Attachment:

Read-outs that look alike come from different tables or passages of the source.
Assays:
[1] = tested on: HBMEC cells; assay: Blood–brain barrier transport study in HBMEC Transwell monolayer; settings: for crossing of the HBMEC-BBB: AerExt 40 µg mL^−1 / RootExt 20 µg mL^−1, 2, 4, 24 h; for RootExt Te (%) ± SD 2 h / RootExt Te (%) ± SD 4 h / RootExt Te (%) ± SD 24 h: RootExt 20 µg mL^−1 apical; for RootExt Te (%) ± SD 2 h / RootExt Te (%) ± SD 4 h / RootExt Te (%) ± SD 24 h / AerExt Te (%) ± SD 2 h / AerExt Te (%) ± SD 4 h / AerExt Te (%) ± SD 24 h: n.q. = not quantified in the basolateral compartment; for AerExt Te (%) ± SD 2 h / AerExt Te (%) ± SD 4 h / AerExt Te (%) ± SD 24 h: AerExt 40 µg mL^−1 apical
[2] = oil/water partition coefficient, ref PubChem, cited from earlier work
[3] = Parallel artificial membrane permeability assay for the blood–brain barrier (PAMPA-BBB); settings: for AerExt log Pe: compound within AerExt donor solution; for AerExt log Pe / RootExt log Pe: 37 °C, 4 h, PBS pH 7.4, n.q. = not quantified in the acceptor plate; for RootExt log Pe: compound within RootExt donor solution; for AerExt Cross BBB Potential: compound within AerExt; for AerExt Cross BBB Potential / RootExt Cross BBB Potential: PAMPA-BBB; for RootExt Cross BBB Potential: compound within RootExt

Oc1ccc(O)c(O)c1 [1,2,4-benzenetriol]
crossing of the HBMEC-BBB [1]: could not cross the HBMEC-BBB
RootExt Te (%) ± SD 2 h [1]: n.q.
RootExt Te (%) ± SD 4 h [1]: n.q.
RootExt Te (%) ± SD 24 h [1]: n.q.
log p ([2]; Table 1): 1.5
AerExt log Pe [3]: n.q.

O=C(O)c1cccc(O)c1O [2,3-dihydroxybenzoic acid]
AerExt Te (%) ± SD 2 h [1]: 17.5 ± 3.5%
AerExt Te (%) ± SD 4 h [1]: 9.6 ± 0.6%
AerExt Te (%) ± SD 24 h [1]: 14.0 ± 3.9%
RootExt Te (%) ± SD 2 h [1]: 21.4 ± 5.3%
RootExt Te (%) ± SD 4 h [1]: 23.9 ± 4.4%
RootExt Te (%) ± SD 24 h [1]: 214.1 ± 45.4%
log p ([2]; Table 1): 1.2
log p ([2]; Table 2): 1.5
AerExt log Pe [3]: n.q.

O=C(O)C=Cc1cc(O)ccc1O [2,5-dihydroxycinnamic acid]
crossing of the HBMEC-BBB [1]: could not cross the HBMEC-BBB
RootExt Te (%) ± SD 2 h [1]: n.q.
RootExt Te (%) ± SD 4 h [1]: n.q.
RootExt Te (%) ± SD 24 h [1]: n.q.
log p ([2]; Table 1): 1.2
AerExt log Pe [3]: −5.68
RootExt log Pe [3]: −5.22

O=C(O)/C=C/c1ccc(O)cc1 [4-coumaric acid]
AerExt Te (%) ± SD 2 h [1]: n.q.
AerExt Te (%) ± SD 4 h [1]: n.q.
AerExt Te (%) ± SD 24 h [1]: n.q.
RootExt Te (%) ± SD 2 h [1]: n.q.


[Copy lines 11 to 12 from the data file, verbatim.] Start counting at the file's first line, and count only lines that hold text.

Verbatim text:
log p ([2]; Table 1): 1.5
AerExt log Pe [3]: n.q.